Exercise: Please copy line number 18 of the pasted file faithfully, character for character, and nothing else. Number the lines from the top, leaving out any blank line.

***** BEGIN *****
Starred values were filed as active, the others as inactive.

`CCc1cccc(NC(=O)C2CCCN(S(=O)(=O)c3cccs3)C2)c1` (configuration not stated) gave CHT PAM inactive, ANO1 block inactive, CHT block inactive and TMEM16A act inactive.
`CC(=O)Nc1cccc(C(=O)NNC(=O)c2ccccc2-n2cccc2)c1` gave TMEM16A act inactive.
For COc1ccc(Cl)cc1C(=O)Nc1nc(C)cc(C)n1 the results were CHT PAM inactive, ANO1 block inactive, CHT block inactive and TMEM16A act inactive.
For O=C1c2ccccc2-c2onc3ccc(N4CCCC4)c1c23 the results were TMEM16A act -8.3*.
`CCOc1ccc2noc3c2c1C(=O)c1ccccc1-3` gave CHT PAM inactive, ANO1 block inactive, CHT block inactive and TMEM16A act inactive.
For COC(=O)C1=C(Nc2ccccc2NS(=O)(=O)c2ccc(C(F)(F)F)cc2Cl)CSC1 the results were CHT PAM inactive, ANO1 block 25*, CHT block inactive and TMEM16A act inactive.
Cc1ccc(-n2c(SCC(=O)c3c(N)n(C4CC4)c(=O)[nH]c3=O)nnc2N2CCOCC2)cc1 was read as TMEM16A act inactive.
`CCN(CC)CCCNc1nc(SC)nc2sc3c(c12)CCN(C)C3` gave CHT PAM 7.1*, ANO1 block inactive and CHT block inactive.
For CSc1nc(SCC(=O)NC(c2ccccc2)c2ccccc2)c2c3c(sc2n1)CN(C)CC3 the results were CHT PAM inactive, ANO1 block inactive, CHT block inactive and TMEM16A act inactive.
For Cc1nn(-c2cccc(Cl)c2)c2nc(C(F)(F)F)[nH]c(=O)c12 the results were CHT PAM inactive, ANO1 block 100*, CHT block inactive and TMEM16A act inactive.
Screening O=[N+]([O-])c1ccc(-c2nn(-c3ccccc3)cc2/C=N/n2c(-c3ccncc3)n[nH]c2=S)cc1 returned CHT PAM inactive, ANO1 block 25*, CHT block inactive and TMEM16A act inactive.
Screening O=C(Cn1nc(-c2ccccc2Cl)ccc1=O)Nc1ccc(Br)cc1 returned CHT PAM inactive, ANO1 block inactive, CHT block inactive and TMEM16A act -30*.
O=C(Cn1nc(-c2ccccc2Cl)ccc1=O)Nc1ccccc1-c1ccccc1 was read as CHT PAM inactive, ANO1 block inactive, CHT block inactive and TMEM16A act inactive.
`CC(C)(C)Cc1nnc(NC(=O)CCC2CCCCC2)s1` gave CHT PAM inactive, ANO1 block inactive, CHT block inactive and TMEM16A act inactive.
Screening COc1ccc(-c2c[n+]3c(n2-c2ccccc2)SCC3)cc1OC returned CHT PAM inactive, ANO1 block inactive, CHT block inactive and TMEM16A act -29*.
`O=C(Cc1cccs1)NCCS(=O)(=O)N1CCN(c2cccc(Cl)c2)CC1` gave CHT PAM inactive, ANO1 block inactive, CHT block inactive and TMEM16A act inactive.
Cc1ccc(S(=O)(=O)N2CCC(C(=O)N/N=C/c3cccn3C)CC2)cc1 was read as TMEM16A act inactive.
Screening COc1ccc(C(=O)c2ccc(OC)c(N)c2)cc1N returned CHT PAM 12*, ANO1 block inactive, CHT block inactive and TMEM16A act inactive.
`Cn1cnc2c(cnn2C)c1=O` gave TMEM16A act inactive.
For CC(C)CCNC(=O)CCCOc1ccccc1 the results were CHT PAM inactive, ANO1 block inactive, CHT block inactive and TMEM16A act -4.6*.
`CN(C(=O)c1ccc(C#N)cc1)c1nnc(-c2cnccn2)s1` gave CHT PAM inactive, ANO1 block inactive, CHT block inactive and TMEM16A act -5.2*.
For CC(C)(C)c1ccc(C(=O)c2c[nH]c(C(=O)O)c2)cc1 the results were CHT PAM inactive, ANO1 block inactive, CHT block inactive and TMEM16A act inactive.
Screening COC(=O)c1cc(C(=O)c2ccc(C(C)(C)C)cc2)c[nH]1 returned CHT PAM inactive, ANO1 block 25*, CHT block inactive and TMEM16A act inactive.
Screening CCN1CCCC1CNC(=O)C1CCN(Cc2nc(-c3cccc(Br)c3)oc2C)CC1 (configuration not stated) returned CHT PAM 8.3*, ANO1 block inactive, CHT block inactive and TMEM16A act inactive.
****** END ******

Cc1ccc(S(=O)(=O)N2CCC(C(=O)N/N=C/c3cccn3C)CC2)cc1 was read as TMEM16A act inactive.